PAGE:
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Table of contents
1.
Introduction
1.1.
Problem Statement
1.2.
Sample Examples
2.
Approach
2.1.
Pseudocode
2.2.
Implementation
2.2.1.
Time complexity
2.2.2.
Space Complexity
3.
Frequently Asked Questions
3.1.
What is the sorting algorithm in data structure?
3.2.
What is the syntax of an array?
3.3.
What is Linear data structure?
4.
Conclusion
Last Updated: Mar 27, 2024
Easy

Alternative Sorting

Author Sagar Mishra
2 upvotes

Introduction

Alternative sorting is a format where the array is printed in a particular manner. It is important to note that it is not a Sorting technique as the name suggests but rather an array representation. 

In this article, we will discuss the problem of Alternative sorting along with its time complexity and auxiliary space.

Problem Statement

We have a given integer array of length N. Now, use the alternative sorting technique to rearrange and display the output array. The required output should look in such a manner that the largest element is positioned in the first position (index 0), and the smallest element is placed in the second position (index 1). Similarly, the second largest element is positioned at the third position (index 2), and second smallest element on the fourth (index 3), and so on.

Sample Examples

Example 1:

                                                     

                                                     

 

Example 2:

                                                       

                                                       

Approach

  1. Sort the given array using any algorithm like merge sort, quick sort, etc., keeping in mind that the time complexity should be O(n log(n)).
  2. Place two pointers in the array, first at the starting element (0th index) and the other at the last(n-1th index), representing the maximum and minimum.
  3. Then alternatively, print elements pointed by two-pointers and move them toward each other.

Pseudocode

Input Array: 
myArr[] = {5, 3, 7, 1, 6, 0, 8, 9}
Sorted Array: 
MyArr[] = {0, 1, 3, 5, 6, 7, 8, 9}
int i=0, j=n-1;
while(i<j){
print(arr[j--]+" ");
print(arr[i++]+" ");
}
if(n%2 != 0){
    print(arr[i]);
}

Implementation

#include <iostream>
using namespace std;

//swap the elements
void swap(int *a, int *b) 
{
    int t = *a;
    *a = *b;
    *b = t;
}

// function to rearrange array
int partition(int array[], int low, int high) 
{
    int pivot = array[high];
    int i = (low - 1);

  // traverse each element of the array
  // compare them with the pivot
    for (int j = low; j < high; j++) 
    {
        if (array[j] <= pivot) 
        {
            i++;
            swap(&array[i], &array[j]);
        }
    }
  
  //now, swap pivot with the greater element at i
    swap(&array[i + 1], &array[high]);
    return (i + 1);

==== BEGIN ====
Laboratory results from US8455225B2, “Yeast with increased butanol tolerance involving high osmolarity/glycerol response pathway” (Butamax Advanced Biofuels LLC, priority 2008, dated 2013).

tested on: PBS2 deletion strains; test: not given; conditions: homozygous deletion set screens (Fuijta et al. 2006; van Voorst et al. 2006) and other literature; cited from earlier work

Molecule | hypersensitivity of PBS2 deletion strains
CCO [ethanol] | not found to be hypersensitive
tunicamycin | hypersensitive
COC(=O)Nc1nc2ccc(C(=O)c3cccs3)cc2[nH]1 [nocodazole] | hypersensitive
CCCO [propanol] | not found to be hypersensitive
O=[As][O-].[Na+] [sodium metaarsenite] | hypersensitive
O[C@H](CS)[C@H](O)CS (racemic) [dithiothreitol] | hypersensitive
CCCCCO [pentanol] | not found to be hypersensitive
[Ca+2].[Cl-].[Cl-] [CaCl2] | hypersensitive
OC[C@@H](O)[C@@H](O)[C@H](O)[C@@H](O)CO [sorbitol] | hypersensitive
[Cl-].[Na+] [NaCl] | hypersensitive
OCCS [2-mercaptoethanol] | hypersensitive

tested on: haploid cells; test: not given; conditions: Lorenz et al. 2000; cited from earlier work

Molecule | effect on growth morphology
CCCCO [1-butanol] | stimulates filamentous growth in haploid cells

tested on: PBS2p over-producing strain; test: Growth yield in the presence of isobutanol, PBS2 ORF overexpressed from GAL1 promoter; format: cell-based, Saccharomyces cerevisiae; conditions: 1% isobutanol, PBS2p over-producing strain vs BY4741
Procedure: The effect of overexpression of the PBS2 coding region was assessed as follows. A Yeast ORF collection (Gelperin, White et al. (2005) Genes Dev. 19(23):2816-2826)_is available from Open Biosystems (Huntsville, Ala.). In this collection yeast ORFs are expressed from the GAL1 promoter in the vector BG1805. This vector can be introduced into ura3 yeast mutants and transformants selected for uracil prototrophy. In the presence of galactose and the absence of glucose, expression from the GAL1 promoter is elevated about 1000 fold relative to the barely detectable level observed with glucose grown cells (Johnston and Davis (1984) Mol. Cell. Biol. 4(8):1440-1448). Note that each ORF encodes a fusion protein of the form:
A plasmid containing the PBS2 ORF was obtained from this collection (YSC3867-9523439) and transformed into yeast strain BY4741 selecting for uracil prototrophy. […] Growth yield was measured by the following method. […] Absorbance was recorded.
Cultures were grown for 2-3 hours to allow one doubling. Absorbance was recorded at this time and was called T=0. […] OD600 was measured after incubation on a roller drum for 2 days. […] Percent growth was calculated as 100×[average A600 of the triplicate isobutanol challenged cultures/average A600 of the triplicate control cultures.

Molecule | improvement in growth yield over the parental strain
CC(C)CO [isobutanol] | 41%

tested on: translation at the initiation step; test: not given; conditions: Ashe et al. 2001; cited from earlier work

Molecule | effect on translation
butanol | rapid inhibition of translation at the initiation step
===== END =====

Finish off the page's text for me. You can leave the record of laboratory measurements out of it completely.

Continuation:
}

void sort(int array[], int low, int high) 
{
    if (low < high) 
    {
        // find the pivot element so
        // elements smaller than the pivot are on the left of the pivot
        // and elements greater than the pivot are on the right of the pivot
        int pi = partition(array, low, high);
    
        // recursive call on the left of the pivot
        sort(array, low, pi - 1);
    
        // recursive call on the right of pivot
        sort(array, pi + 1, high);
    }
}

// Function to perform Alternative Sorting
void alternateSort(int arr[], int n)
{
    // Sort the array by quick Sort
    sort(arr, 0, n-1);
 
    //Print the element in the alternative order
    int i = 0, j = n-1;
    while (i < j) {
        cout << arr[j--] << " ";
        cout << arr[i++] << " ";
    }
    
    // If the total element in given array is odd 
    //print the last middle element.
    if (n % 2 != 0)
        cout << arr[i];
}

// function to print the array
void printArray(int array[], int size) {
  int i;
  for (i = 0; i < size; i++)
    cout << array[i] << " ";
  cout << endl;
}
// Main
int main() {
  int arr[] = {8, 1, 12, 4, 6, 7, 10, 5};
  int n = sizeof(arr) / sizeof(arr[0]);
  alternateSort(arr, n);
}

Output

Time complexity

The time complexity of the given problem is O(n log(n)), where ‘n’ is the length of the array.

Space Complexity

The time complexity of the given problem is O(1).

Also see,  Rabin Karp Algorithm

Refer to know about :  Topological sort

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Frequently Asked Questions

What is the sorting algorithm in data structure?

A sorting algorithm is a technique of rearranging the values of a list in a particular order, that is, ascending order or descending order. There are a lot of sorting algorithms present in the data structure like Merge sort, quick sort, etc. 

What is the syntax of an array?

Declaring an array is a simple task, i.e., VariableType variableName[d1, d2,..dn] where d is the dimension of the array and example of VariableType is int, float, bool, etc.

What is Linear data structure?

Linear Data Structure is a collection of data values with the same data types stored in a contiguous memory location. An array is an example of a Linear Data Structure.

Conclusion

We have extensively discussed Alternative Sorting in this article. We started with introducing the Alternative Sorting, problem statement, example, and implementation, and finally concluded with the time complexity of the algorithm.

We hope that this blog has helped you enhance your knowledge regarding how to generate all possible sorted arrays from alternate elements of two given sorted arrays and if you would like to learn more, check out our other articles on the problem like custom sort stringQuick sort on Doubly Linked ListDoubly Linked List, Merge Sort for Doubly Linked List, and many more on our platform Coding Ninjas Studio.

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